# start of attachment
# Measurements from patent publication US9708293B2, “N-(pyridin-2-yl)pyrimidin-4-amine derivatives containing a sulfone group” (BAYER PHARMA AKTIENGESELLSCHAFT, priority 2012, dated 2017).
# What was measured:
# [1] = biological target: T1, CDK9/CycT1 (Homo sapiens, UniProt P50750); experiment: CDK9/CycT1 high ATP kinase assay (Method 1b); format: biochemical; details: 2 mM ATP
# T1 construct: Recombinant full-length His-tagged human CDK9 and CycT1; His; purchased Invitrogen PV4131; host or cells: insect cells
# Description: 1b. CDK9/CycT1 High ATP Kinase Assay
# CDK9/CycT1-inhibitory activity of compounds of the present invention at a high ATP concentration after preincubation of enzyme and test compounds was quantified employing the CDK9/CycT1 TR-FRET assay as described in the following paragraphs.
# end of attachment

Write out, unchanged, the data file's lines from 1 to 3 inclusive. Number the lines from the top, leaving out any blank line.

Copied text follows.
# Measurements from patent publication US9708293B2, “N-(pyridin-2-yl)pyrimidin-4-amine derivatives containing a sulfone group” (BAYER PHARMA AKTIENGESELLSCHAFT, priority 2012, dated 2017).
# What was measured:
# [1] = biological target: T1, CDK9/CycT1 (Homo sapiens, UniProt P50750); experiment: CDK9/CycT1 high ATP kinase assay (Method 1b); format: biochemical; details: 2 mM ATP